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How to grow your business on Facebook

So your page is setup and you have input a little bit of information into it to identify your business – that’s great!

Now it’s time to fully populate your page and start drawing people in and there are a number of ways to begin this process.

  1. If you already previously had a Facebook page then you will be prompted to invite your existing friends to like your page.  Take advantage of this to start with. (insert community invite image)
  2. Upload quality profile and cover photo’s that suit your business’s real-world style.  Ideally your Logo will fit nicely into the profile picture and you can get a little more creative with you cover photo; remember that it’s not permanent, in fact refreshing your cover photo can be a good idea.
  3. To the right hand side on your main page will be a ‘Our Story’ block that will allow you to talk about your business, how it has grown up in the community and what it offer.  Once you have filled this out you will notice an image can be placed at the top of this block.  I recommend a team photo.
  4. If you are familiar with some of your top customers/clients or Facebook friends, this is the time to request that they leave a 5-star review on your business page.  These mean a great deal to new leads and it’s a good idea to get started early.  These reviews will appear on your review page and in your inbox.  Respond to each and every one with a fun and polite attitude.  You can get past a bad review if the community knows your team tried their best to help.
  5. Offline marketing campaign.
    • Service company:  Have your staff ask each customer ‘if you were happy with my service today please like and review us on Facebook, we would really appreciate it’.  There is no need to be pushy, your customers (if satisfied) will generally be happy to do so.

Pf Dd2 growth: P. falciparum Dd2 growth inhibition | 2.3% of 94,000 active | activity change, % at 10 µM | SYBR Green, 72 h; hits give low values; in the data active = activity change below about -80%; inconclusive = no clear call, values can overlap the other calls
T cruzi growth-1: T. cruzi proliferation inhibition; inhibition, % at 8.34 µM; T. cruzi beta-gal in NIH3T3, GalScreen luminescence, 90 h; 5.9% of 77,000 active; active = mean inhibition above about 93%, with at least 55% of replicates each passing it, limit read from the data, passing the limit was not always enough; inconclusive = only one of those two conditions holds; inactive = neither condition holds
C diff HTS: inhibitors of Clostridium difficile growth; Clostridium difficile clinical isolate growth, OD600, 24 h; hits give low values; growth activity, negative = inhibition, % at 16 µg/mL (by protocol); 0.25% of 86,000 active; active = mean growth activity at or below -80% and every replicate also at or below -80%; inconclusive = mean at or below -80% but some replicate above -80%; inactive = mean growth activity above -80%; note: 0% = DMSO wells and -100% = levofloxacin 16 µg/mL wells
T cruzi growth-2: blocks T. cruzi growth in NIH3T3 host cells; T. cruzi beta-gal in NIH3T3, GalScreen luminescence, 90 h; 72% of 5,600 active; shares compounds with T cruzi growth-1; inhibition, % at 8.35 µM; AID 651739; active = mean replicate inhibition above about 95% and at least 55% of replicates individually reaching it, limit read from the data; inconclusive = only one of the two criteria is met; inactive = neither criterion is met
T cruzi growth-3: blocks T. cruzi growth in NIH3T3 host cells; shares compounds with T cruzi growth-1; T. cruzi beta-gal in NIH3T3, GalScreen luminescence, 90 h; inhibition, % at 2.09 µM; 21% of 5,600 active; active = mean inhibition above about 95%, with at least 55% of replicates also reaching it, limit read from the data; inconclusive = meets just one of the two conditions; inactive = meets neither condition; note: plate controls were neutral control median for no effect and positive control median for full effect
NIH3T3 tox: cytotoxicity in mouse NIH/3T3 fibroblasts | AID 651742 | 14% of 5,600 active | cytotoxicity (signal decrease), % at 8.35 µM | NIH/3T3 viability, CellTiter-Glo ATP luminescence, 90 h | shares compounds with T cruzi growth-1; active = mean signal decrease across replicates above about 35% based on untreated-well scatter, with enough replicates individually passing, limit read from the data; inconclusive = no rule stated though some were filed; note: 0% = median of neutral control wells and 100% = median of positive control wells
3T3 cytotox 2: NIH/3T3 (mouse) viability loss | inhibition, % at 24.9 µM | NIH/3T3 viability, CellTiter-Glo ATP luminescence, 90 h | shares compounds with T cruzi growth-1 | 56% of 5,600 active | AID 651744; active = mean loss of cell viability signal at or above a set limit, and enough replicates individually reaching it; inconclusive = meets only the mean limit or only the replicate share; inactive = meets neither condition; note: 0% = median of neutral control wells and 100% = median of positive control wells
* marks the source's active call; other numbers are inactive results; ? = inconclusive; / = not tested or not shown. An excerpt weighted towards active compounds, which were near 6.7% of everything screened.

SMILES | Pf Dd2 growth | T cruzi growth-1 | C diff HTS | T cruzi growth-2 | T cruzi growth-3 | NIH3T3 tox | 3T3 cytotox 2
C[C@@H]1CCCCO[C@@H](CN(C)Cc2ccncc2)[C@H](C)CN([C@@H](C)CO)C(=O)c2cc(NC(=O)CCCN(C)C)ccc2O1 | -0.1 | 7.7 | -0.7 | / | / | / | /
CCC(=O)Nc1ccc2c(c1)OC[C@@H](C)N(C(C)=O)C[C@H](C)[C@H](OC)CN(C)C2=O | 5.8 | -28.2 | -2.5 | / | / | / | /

• Storefront business:  Chalkboard sign, A-frame or poster in your store that says ‘VIP Discount – 5% off storewide to our Facebook followers.
    • 5% off too much? Simply add a cheap accessory on to their purchase.  It doesn’t cost them a cent to like your page so you don’t need to offer the world.
  6. Begin posting relevant quality content on a regular basis.

Quality Content

So what is quality content exactly?  At this stage exposure is paramount and quality will be measured by it’s ability to encourage follower interaction and sharing.  Someone ‘Sharing’ a post you have made is the best outcome you can hope for.  This means a totally new audience (their friends or targeted groups) will be exposed to your post and hopefully become followers themselves.

For this to happen you will need to create posts that are informative and/or interesting to your audience.  You want the posts to be a specific to your business as possible at the same time, generic articles are not going to be enough to convert new followers.

When creating a post you have three options:

  1. Video + Text
  2. Image + Text
  3. Text only

Video content is typically considered the best form of content you can provide.  It allows your customers to get a ‘behind the scenes’ peak into your business, how it runs, your staff and you!  You can convey your message far quicker through video than you could through text and engagement will typically be higher than image content.  On the other hand, this will also be your most time-consuming method of content creation so don’t feel you have to do it too often.  Keep it for the special events.

  • Ensure that you have a good quality video capture device (high-range smartphones will be fine in most cases).
  • To start out with aim to keep your videos between 30 seconds and 1 minute in length.
  • If you are recording narration or a talking head then make sure the audio comes through properly before uploading.
  • Don’t focus too much on making a professional production, followers want to see realism.
  • Having a script doesn’t hurt, even if it is just an outline this will give your speaker much more confidence.
  • Expect to do quite a number of takes.

If you are having trouble where to start, think about what makes your business unique.  Why would the customer choose you over your competitors?  I bet you can come up with a bunch of reasons.  Don’t just list these out while speaking to the camera though, words are cheap and this is why you are shooting video in the first place – to SHOW them why they should choose you.  Here’s a couple suggestions to help you start brainstorming:

Service

  • Show your employees preparing for the day before heading out to their jobs.